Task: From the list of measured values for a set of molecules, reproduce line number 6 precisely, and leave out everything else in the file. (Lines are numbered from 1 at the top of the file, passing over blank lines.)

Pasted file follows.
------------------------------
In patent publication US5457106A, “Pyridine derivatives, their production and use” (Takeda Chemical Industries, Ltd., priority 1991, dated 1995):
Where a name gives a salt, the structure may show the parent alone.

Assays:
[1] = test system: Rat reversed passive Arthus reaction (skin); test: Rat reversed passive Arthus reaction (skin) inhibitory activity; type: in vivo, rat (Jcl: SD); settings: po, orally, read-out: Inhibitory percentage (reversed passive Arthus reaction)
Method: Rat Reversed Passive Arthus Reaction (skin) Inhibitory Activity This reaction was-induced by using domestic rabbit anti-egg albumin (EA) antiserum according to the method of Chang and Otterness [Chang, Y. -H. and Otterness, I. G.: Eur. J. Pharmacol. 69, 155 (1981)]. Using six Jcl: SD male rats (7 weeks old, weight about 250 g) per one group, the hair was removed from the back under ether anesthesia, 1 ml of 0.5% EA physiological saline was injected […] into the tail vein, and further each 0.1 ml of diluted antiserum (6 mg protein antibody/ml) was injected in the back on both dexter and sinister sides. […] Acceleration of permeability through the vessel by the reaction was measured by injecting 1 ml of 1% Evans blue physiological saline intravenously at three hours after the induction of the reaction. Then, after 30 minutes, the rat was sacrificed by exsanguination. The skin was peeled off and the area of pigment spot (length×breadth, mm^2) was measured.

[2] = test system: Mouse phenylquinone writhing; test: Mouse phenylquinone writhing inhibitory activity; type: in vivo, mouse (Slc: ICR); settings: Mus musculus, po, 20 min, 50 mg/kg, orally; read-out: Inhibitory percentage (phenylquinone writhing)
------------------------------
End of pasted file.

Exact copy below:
[2] = test system: Mouse phenylquinone writhing; test: Mouse phenylquinone writhing inhibitory activity; type: in vivo, mouse (Slc: ICR); settings: Mus musculus, po, 20 min, 50 mg/kg, orally; read-out: Inhibitory percentage (phenylquinone writhing)